Notting Hill Carnival

If you don’t like noise and crowds, or if you’re ignorant enough to be racist, Notting Hill Carnival is not for you (the same could be said for the rest of London). If however you’re one for observing humanity spilling onto the street, it is. This year, I decided to ditch Mr Thief (not that he was that bothered, he’s more into house than reggae) and my friends, and go it alone. And I have to say I can recommend it. No worrying about losing anyone, no trying to get to the this and that sound system, no coordinating loo waits, just an aimless, wonderful 5 hour wander through streets filled with crazy, colourful people and the smell of jerk chicken cooking. (And by the way I defy you to say “jerk chicken with rice and peas please” if you have an anywhere near vaguely posh accent to an Afro-Caribbean dinner lady type without sounding like a complete idiot / Sam from Foyle’s War.)

The smart boutiques of Westbourne Grove as well as most of the other shops in the area are boarded up, and every doorway, curb and bollard makes for an impromptu picnic spot or vantage point to watch the world go by. Where else but at Notting Hill Carnival could you pull off not feeling awkward wolfing down goat from a styrofoam container, sitting alone on a random curb stone cold sober in the middle of the day?

Inevitably, I suppose, I started comparing Notting Hill Carnival to all the ‘festivals’ that are so popular these days. Granted, Glastonbury’s been going since 1970, but a lot of the others (Wilderness, Latitude, SGP, Bestival, etc) are relatively new. They seem to be so terribly ‘trendy’. Notting Hill Carnival conversely is a long standing institution amongst locals, a whole cross section of the community, and the fact that that it’s free manifests itself clearly. That’s the nice thing about it. You don’t JUST see people of a certain demographic (i.e. those with a spare few hundred quid to spare and who have spent hours preparing to replicate Cressida Bonas one strapped dungaree shorts outfit). The facepaint, the headwear, the shorts and ankle boots, it’s all there too, but you get the feeling that it’s not the whole point. You see ‘normal people’ (i.e. not necessarily over privileged ones) for whom Carnival is and always has been an annual celebration, an unmissable street party, the culmination of creative efforts and hours of practice and build up – not to mention for some, a good means of income. Carnival belongs very much to the communities who started it up, and that much is clear. It’s a street party where everyone is welcome but the roots of it, the hosts of it and the stars of it, are those locals who (or whose forefathers) came over from  the West Indies / Caribbean / Trinidad & Tobago.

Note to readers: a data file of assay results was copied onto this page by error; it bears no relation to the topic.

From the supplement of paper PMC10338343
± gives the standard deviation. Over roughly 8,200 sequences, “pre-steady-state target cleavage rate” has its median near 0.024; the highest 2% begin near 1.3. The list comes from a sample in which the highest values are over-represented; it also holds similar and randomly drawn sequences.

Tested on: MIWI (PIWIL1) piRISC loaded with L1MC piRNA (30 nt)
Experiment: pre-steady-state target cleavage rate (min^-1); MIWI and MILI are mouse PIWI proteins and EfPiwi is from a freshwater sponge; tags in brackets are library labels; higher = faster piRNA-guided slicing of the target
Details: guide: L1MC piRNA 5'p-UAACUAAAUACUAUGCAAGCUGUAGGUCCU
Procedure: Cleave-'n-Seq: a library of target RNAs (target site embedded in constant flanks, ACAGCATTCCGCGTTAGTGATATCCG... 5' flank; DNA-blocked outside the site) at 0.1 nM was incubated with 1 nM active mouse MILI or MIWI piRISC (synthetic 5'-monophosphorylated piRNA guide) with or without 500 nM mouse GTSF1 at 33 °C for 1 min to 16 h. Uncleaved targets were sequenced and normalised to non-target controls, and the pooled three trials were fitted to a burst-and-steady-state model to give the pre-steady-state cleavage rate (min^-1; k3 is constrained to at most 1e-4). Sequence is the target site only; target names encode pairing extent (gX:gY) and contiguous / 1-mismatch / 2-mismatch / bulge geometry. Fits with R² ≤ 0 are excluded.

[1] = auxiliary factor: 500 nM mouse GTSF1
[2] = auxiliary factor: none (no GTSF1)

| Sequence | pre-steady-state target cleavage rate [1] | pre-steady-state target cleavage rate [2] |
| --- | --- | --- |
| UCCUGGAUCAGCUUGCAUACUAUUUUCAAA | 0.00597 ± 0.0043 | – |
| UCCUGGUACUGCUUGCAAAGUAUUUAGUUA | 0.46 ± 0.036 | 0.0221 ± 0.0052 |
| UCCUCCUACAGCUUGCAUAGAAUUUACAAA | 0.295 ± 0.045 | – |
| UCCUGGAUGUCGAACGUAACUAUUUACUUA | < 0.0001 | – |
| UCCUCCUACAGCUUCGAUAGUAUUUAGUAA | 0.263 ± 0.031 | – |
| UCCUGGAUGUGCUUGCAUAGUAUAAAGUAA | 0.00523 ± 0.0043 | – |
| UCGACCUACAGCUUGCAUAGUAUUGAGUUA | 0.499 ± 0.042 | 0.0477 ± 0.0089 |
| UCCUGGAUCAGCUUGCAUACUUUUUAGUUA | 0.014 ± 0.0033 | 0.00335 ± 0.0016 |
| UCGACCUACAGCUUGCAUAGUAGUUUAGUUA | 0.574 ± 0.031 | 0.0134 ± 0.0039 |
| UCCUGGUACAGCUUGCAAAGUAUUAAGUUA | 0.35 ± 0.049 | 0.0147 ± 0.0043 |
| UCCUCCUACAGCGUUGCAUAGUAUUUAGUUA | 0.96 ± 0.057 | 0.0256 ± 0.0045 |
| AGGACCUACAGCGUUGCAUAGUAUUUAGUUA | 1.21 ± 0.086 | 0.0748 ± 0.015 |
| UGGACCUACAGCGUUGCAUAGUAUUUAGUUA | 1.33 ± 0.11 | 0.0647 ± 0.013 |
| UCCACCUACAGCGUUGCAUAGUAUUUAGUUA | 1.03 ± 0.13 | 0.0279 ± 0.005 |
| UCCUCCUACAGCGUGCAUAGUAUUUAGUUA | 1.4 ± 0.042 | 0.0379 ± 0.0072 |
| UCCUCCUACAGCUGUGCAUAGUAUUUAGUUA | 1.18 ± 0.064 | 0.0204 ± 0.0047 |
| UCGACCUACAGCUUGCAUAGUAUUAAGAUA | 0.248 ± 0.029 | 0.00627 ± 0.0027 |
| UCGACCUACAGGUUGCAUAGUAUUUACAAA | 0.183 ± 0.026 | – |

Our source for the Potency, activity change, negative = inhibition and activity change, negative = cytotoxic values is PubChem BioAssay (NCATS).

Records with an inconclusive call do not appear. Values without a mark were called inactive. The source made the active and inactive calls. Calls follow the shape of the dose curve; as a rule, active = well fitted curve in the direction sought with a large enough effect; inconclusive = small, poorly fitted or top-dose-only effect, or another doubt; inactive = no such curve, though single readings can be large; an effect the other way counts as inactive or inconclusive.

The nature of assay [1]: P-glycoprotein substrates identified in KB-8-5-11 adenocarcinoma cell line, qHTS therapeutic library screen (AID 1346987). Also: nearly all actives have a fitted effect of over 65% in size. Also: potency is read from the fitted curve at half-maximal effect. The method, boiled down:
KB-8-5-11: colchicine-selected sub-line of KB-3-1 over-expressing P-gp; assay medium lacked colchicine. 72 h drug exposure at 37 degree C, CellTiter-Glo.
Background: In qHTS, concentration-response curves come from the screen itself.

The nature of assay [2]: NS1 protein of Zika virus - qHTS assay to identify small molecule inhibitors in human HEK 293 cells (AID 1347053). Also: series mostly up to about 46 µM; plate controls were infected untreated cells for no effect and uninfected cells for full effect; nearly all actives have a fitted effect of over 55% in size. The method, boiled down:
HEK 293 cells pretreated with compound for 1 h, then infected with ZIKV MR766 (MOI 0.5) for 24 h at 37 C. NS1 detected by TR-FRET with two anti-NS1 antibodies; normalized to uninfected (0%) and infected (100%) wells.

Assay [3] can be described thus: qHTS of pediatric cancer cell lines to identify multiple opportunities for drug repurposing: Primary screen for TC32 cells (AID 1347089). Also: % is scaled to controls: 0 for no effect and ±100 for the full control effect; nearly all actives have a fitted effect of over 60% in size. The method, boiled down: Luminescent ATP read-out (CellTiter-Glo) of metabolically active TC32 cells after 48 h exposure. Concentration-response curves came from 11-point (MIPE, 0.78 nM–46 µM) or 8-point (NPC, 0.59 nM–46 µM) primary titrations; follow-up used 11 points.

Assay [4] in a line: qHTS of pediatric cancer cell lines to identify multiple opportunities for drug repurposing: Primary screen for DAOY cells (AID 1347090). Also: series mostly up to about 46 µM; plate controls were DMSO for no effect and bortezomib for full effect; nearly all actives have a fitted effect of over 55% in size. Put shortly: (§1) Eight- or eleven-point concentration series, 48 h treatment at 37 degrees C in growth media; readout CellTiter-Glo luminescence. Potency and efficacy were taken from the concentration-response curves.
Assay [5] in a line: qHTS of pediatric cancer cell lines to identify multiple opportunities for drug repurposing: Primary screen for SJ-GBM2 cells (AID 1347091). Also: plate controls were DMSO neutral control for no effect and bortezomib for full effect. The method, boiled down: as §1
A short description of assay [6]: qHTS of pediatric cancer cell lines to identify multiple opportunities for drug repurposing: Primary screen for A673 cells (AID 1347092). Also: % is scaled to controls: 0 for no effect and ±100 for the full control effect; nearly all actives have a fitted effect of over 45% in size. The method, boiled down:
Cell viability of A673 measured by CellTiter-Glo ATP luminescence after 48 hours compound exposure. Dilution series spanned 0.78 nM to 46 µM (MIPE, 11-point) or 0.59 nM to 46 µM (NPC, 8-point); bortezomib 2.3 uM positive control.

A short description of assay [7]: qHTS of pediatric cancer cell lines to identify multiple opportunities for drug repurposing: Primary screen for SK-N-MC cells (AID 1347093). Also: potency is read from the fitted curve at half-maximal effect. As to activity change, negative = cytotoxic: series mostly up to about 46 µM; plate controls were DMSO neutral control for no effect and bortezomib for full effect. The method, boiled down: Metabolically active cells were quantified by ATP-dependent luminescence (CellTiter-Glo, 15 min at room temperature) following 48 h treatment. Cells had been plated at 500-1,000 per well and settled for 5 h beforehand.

It’s lovely seeing all the generations brought together – literally babes in arms through to nonagenarians partying with each other in the street. It’s also lovely (one of the plus points about London) seeing groups of friends and neighbours of different races who have grown up side by side and in and out of each others homes. Maybe I’m romanticising things but I somehow felt that the real party was going on in hallways and doorsteps of the homes of local residents. I can’t help thinking that with the gentrification of Notting Hill and surrounding area (a 2 bedroom flat here will cost you the best part of a million), that this Notting Hill is going to disappear and be replaced solely by the affluent.

Favourite moments? Watching the whirling dancing of a beautiful lady in red (first photograph not in the main gallery but here), sitting listening to some random drummers with a small chap (we’re talking maybe 3 years old) next to me tooting away enthusiastically on his whistle, wandering into a street where Pharrell’s ‘Happy’ was blasting out and watching everyone doing the dance (yes, it was cheesy – but it also gave me goosebumps) and getting into the throng close up to the speakers in one of the side streets and dancing amongst the smiles. There is something appealing about the music literally reverberating through you – the reggae, the dub, the soca.

In short, although this is a festival to which thousands flock from all over, it manages to retain its local flavour and original cultural identity. To risk a cliché, it’s a celebration of human nature and everything that’s good about the thriving human mass that is London, and it manages to get us – all of us: rich and poor, young and old – back to how humans have always celebrated, with song, dance and dress up, en masse and within their community.